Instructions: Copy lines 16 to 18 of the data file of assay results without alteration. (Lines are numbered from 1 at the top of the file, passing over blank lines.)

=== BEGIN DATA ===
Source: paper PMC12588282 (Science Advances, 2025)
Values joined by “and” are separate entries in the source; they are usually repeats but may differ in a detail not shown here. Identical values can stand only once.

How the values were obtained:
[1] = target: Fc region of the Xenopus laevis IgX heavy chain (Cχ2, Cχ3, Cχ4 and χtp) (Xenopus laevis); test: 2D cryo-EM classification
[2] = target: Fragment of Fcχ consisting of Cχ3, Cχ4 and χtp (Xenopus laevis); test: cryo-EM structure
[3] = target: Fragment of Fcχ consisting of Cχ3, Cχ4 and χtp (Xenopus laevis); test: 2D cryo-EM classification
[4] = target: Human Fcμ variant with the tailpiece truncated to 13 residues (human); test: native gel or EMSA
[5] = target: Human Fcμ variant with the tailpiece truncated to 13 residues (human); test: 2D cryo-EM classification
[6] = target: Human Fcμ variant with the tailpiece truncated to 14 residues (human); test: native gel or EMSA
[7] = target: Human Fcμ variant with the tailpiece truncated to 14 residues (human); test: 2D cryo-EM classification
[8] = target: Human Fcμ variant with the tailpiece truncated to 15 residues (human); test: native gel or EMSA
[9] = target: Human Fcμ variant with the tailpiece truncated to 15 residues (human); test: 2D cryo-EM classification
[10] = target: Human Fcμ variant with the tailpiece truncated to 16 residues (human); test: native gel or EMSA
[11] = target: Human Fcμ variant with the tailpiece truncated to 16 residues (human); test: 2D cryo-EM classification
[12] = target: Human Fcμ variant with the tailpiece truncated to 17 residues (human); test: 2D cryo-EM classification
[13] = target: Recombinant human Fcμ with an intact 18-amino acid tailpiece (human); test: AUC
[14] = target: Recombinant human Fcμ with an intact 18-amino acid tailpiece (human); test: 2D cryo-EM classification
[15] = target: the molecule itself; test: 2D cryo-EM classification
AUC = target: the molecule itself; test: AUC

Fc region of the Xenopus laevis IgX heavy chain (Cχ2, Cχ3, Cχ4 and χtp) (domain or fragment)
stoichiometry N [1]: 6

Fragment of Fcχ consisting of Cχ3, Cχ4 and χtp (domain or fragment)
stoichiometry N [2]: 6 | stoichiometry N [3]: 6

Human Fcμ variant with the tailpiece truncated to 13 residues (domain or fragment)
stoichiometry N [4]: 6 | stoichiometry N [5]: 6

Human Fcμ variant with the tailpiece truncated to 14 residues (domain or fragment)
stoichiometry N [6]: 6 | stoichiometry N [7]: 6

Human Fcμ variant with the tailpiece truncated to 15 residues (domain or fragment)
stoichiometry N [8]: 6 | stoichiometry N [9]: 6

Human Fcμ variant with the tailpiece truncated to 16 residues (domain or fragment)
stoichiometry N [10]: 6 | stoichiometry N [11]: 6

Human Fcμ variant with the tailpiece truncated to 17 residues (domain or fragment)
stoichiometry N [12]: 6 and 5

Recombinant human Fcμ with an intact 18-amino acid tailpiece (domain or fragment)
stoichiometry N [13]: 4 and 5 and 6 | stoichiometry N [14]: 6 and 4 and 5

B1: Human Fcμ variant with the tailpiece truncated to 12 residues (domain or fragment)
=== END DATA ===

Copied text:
[13] = target: Recombinant human Fcμ with an intact 18-amino acid tailpiece (human); test: AUC
[14] = target: Recombinant human Fcμ with an intact 18-amino acid tailpiece (human); test: 2D cryo-EM classification
[15] = target: the molecule itself; test: 2D cryo-EM classification